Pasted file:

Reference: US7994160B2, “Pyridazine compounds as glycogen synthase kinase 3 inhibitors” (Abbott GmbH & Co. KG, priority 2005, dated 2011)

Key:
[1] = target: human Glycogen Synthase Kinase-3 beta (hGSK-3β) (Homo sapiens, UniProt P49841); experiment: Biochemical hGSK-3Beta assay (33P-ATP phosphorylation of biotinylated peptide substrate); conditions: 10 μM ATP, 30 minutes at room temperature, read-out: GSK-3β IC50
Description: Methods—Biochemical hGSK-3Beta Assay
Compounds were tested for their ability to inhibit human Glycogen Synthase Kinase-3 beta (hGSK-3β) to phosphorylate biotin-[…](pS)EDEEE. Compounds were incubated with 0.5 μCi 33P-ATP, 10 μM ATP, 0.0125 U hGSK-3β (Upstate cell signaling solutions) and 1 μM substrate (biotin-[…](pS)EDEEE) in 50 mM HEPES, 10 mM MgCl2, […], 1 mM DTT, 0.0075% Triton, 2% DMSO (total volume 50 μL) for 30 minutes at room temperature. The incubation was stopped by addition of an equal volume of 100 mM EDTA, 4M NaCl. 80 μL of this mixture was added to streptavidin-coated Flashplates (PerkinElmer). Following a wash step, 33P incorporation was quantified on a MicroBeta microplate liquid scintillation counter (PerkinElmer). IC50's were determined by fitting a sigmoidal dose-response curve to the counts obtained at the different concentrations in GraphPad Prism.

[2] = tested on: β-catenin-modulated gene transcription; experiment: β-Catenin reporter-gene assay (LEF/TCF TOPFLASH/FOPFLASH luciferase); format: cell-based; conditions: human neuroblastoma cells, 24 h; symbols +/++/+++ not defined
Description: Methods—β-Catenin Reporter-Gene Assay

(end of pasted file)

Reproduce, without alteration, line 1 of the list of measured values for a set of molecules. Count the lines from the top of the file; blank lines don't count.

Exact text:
Reference: US7994160B2, “Pyridazine compounds as glycogen synthase kinase 3 inhibitors” (Abbott GmbH & Co. KG, priority 2005, dated 2011)